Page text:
Skip to content


Your cart is empty

Article: Mind Your Nose

Mind Your Nose

Mind Your Nose

With Mental Health Awareness Week around the corner, we are looking at the connection between scent and emotion.

Once upon a time I owned a dressing gown. Then my five-year-old daughter decided she could not sleep without the smell of me. Now, I wear woolly jumpers to ward off autumnal chills and she sleeps all night.

Of our five senses there is none so intricately connected to our emotions as our sense of smell. The physiological explanation for this is related to our limbic system in our brain that processes both smell and emotion. Not only that, our olfactory centre interacts directly with the hippocampus, the part of our brain responsible for the formation of new memories. These are deeply rooted connections.

So, when my daughter experiences a sense of safety from the smell of my dressing gown, there is great power in that emotional connection. That power can work against us as well. Many people who lose their sense of smell, a condition known as Anosmia, suffer low moods and even depression as a result. There are organisations dedicated to smell training to support people who suffer from olfactory loss. These groups recognise that losing or impairing our sense of smell cuts us off from a vital sentimental pathway to our memories.

Harnessing Scent

Knowing how to harness the power of fragrance in our lives gives us tools to support our own mental health. Scientific studies into the effect of different odours on the brain show that what we smell has a profound impact on our mood, our working capacity and our sense of wellbeing. Here, we explore some of the findings from a study conducted by Kandhasamy Sowndhararajan and Songmun Kim and published in Scientia Pharmaceutica in 2016. It explores the influence of fragrances on human psychophysiological activity. Below are some key scents from the research that we can integrate in our day to day life:


‘Knowing how to harness the power of fragrance in our lives gives us tools to support our own mental health.’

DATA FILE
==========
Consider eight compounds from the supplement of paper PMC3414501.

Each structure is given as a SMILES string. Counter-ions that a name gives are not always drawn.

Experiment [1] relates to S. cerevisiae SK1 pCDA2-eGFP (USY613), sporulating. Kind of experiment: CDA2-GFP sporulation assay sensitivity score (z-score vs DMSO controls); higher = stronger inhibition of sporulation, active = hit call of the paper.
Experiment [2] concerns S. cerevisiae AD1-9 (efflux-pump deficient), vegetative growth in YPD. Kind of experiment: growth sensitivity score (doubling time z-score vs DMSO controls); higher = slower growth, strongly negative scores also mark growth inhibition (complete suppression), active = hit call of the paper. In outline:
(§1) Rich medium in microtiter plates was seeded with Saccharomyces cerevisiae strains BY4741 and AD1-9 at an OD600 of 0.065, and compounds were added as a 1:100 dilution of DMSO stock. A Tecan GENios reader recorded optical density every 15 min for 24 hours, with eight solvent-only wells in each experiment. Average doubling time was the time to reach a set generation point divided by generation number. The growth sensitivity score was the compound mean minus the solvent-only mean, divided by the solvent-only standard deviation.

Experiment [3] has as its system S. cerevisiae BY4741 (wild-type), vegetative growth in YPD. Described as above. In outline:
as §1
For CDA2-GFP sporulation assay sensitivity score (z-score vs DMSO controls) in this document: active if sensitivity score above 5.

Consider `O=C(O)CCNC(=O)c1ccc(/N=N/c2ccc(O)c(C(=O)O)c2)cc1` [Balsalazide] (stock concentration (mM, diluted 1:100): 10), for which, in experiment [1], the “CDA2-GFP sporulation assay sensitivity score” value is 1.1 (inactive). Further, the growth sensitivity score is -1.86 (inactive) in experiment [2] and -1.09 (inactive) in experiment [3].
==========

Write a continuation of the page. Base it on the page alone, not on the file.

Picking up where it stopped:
If You Need to Sleep

Lavender is well known for its relaxing properties. It is often prescribed as an antidote to insomnia and for good reason. Using lavender oil in a bath or diffusing it in your room in the evening will reduce rapid eye movement and enhance deep, restorative sleep. Heliotrope is an uplifting scent for those trying to recover from poor sleep. Inhaling this powdery, floral scent will set you in good stead for the day.

If You Need to Calm Down

If you combine lavender with orange, it will reduce anxiety and improve your mood. Orange is a proven relaxant and works to bring about a sense of calm. Instead of orange, add neroli to lavender and it will lower your heart rate. Ylang-Ylang is also an excellent oil for calming the nerves. If you fancy a cuppa, make yours a jasmine tea for a natural mood booster.

If You Need to Concentrate

Rosemary is the best-known scent for improving your memory and concentration. Diffuse it in the room while you study. If you want to get the most out of your workout, inhale some peppermint oil or sip a cup of peppermint tea. It is proven to enhance physical stamina. Bergamot is a good oil for reducing work-related stress and boosting your mood when trying to meet that deadline.
As well as utilising the power of raw essential oils, the perfume you choose to wear will impact your mood. STORIES N º. 01 has, among others, uplifting citrus notes of Bergamot, Grapefruit, Orange Blossom and Heliotrope. It will put a spring in your step no matter where you are headed. STORIES N º. 02 features spiced notes of Ginger, Cardamom and Green Tea alongside floral tones and a deep, woody base. You might like to wrap it around your shoulders for all the comfort and confidence you need to succeed. Your choice of perfume is personal. If it speaks to you on an emotional level, it will become an essential piece of equipment in your mental health artillery.
We would love to hear from you. How do you support your mental health using fragrance?

Leave a comment

This site is protected by reCAPTCHA and the Google Privacy Policy and Terms of Service apply.

All comments are moderated before being published.

Read more

The Smell of Hope

The Smell of Hope

In aid of World Alzheimer’s Month, we look at research into scent and memory and some aromas that might bring comfort. I found the bunch of my birthday roses picked clean of petals this week. There...

Read more
Scent Stories  Scent Mental Health

Stories of Scent

This week we share some of your stories of the ways in which scent has informed your journey.  What does happiness smell like? Is there an aroma associated with joy, well being or inner peace? Wh...

Read more